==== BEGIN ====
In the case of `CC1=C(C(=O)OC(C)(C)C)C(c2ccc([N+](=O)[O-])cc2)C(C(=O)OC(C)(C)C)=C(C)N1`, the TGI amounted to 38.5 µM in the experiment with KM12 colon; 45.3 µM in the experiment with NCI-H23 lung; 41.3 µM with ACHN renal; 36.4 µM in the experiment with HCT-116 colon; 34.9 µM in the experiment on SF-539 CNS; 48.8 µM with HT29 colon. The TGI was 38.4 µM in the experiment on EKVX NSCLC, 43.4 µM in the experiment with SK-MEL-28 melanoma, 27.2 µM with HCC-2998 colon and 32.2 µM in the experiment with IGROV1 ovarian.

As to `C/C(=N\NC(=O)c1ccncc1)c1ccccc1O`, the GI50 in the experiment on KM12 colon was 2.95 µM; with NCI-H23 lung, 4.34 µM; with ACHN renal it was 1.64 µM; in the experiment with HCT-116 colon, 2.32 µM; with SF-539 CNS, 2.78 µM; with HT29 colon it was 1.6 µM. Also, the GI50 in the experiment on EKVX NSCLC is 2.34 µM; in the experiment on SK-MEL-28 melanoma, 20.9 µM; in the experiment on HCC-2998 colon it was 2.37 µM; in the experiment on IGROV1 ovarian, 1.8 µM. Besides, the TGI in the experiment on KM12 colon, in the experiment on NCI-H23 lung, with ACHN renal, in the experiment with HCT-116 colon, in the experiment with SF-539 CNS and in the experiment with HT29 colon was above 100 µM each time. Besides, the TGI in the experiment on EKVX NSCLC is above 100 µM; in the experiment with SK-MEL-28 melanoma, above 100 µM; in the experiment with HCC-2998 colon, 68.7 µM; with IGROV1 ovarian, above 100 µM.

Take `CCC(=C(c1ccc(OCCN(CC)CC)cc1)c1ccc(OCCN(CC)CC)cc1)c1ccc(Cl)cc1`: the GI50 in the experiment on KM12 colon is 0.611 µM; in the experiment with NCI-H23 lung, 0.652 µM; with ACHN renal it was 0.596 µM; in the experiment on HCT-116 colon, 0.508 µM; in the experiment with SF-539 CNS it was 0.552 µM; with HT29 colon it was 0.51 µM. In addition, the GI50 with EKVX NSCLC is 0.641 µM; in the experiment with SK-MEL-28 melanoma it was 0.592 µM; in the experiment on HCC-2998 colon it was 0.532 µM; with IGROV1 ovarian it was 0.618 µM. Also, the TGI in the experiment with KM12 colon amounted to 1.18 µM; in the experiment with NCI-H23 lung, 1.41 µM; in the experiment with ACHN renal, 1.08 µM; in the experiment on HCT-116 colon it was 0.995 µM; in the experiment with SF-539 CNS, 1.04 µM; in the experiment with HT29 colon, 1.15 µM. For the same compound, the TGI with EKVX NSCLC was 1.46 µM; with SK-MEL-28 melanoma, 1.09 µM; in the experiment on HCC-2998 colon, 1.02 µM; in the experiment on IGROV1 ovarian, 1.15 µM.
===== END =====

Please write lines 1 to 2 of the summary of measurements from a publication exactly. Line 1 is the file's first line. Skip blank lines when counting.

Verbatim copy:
In the case of `CC1=C(C(=O)OC(C)(C)C)C(c2ccc([N+](=O)[O-])cc2)C(C(=O)OC(C)(C)C)=C(C)N1`, the TGI amounted to 38.5 µM in the experiment with KM12 colon; 45.3 µM in the experiment with NCI-H23 lung; 41.3 µM with ACHN renal; 36.4 µM in the experiment with HCT-116 colon; 34.9 µM in the experiment on SF-539 CNS; 48.8 µM with HT29 colon. The TGI was 38.4 µM in the experiment on EKVX NSCLC, 43.4 µM in the experiment with SK-MEL-28 melanoma, 27.2 µM with HCC-2998 colon and 32.2 µM in the experiment with IGROV1 ovarian.

As to `C/C(=N\NC(=O)c1ccncc1)c1ccccc1O`, the GI50 in the experiment on KM12 colon was 2.95 µM; with NCI-H23 lung, 4.34 µM; with ACHN renal it was 1.64 µM; in the experiment with HCT-116 colon, 2.32 µM; with SF-539 CNS, 2.78 µM; with HT29 colon it was 1.6 µM. Also, the GI50 in the experiment on EKVX NSCLC is 2.34 µM; in the experiment on SK-MEL-28 melanoma, 20.9 µM; in the experiment on HCC-2998 colon it was 2.37 µM; in the experiment on IGROV1 ovarian, 1.8 µM. Besides, the TGI in the experiment on KM12 colon, in the experiment on NCI-H23 lung, with ACHN renal, in the experiment with HCT-116 colon, in the experiment with SF-539 CNS and in the experiment with HT29 colon was above 100 µM each time. Besides, the TGI in the experiment on EKVX NSCLC is above 100 µM; in the experiment with SK-MEL-28 melanoma, above 100 µM; in the experiment with HCC-2998 colon, 68.7 µM; with IGROV1 ovarian, above 100 µM.